From Brian Keogh in Pittsburgh
Cigarette-smoking US Open champion Angel Cabrera will not stub out his fire in Europe.
The big-hitting Argentinian, 36, vowed that he will be at the K Club for next month's Smurfit European Open to repay his Irish fans.
Cabrera said: "I am a European Tour player and I will be in Ireland for the Smurfit European Open of course.
"I have always had a lot of support in Ireland just because I am the US Open champion doesn't mean I am going to start playing in America all the time now."
The man from Cordoba became Argentina's first major champion for 40 years and soared from 41st to 17th in the latest world rankings.
And he did it with a cigarette between his lips with Tiger Woods and the rest of the world's best breathing down his neck.
He joked: "There are some players that have psychologists, sportologists; I smoke.
"What brand? I don't want to say the brand but they are short 72s, they are called, short cigarettes.
"I usually smoke between eight to ten cigarettes in a round and this round was not special about the number of cigarettes; it was more or less the same."
Cool customer Cabrera carded a final round 69 to finish one stroke clear of Woods and Jim Furyk on five over par and then faced a nervous wait to see if they could catch him.
Neither player could manage it and Cabrera became the first player from Argentina to win a Major since Robert de Vicenzo took the Open at Hoylake in 1967.
Modestly, though, he does not believe that he will become an inspirational figure in the same mould or even knock basketball star Manu Ginobili off the front pages.
Ginobili recently won his second NBA title with the San Antonio Spurs and is a massive star in Argentina.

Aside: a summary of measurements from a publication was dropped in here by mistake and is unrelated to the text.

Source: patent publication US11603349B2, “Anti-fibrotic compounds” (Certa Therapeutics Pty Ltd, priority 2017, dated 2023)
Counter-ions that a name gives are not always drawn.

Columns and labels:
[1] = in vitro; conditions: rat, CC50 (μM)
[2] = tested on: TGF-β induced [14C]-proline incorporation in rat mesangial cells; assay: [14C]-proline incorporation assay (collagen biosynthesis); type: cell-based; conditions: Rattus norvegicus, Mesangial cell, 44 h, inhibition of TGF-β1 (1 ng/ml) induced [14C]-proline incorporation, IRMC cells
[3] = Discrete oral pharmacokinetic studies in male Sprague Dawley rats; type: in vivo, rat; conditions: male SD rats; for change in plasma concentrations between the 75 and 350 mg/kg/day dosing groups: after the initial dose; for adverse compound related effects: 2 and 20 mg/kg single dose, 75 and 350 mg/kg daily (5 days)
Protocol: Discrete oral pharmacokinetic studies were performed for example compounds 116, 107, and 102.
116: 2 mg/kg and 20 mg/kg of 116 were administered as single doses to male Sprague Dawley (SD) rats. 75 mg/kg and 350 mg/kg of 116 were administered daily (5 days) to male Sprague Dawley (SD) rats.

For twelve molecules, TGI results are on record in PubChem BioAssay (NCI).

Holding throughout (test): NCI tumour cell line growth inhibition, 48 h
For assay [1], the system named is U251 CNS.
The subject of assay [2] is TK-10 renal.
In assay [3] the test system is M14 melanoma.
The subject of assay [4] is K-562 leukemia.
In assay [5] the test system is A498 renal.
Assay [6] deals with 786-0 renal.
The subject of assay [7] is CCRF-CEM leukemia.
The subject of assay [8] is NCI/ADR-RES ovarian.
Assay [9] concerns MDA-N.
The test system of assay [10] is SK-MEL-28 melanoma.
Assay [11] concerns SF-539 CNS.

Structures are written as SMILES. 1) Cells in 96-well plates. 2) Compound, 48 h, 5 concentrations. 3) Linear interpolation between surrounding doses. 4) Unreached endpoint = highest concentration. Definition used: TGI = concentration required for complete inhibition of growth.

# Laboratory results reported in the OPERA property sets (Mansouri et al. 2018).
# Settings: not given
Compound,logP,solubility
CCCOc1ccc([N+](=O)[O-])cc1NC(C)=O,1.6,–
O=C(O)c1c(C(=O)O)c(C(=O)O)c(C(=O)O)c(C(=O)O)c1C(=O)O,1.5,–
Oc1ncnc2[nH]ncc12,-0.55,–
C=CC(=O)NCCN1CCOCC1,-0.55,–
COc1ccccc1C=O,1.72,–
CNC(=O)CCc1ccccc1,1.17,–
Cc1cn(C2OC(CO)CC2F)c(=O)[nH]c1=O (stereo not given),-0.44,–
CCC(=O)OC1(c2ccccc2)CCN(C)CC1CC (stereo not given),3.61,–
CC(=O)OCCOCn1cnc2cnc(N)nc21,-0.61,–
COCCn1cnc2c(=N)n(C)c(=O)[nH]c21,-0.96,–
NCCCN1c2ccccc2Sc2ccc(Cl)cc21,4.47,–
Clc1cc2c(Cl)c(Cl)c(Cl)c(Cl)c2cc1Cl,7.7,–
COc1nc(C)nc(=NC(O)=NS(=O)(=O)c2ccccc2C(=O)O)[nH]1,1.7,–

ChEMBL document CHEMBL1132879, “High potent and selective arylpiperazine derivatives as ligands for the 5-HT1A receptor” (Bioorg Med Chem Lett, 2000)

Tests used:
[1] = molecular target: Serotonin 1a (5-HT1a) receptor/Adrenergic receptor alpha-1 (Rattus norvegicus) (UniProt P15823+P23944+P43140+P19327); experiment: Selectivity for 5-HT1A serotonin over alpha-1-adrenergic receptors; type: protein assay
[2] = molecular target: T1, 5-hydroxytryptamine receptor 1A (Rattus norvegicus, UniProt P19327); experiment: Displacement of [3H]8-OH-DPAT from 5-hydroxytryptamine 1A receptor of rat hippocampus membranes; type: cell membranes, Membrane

Cabrera said: "I don't want to compare because comparisons sometimes are not so good. But the good thing is that I beat everybody here, not only Tiger Woods.
"Ginobili is still going to be there on the front pages because he has accomplished things that no other Argentine has.
"What I have done has already been done by DeVincenzo, so what he has done will be more recognized. "
Born to a poor family, Cabrera left school when he was 10 to become a caddie and received financial backing from Eduardo Romero during his early years on tour.
Romero paid Cabrera's expenses and received 10 percent of his winnings until the arrangement came to en end in 2004.
Cabrera said: "I haven't been around Eduardo, but I am definitely sure that he's very happy about this win, and, well, he's a very close friend of mine.
"I started as a caddie when I was ten years old in Cordoba Golf Club, my home club, and they allowed caddies to play on Mondays, when I started playing golf, and I turned pro when I was 20 years old.
"I wasn't able to finish elementary school. Also, I had to work as a caddie to put some food on the table, so that's why probably these moments are enjoyed even more than the common things."
European Tour players such as England's Paul Casey believe Cabrera is going to go on and become a massive star despite his shyness.
Casey said: "It’s fantastic for Cabrera. To shoot under par in one of the final groups, I know there was an under par earlier, but the greens really got fast and difficult. it is a great round of golf he has played.
"The European Tour will take great a lot from that. Our Tour is extremely strong and we have some great players. The Europeans will break through shortly, I keep saying that and hope it will happen soon.
"But Cabrera is a European Tour player and he has been around for a long time and thoroughly deserved this."
Casey refused to concede that the Argentinian was a surprise winner, adding: "He has won big events in Europe. He has won our BMW Championship at Wentworth. He is a formidable player. Nothing fazes him.
"He is quiet on the outside, but he is a great ball striker with a great touch. He has everything you need.
"He is just not a superstar because he doesn’t jump and shout about it but just goes about his business. He is bound to be a superstar after this though."